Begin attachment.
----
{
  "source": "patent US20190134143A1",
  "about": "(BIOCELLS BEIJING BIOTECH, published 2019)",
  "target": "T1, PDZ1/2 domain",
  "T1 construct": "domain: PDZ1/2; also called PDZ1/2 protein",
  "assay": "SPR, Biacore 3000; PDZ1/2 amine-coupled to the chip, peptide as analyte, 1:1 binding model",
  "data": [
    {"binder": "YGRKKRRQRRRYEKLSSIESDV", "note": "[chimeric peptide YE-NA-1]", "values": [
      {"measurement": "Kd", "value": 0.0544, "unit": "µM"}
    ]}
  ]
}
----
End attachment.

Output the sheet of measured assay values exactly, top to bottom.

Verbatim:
{
  "source": "patent US20190134143A1",
  "about": "(BIOCELLS BEIJING BIOTECH, published 2019)",
  "target": "T1, PDZ1/2 domain",
  "T1 construct": "domain: PDZ1/2; also called PDZ1/2 protein",
  "assay": "SPR, Biacore 3000; PDZ1/2 amine-coupled to the chip, peptide as analyte, 1:1 binding model",
  "data": [
    {"binder": "YGRKKRRQRRRYEKLSSIESDV", "note": "[chimeric peptide YE-NA-1]", "values": [
      {"measurement": "Kd", "value": 0.0544, "unit": "µM"}
    ]}
  ]
}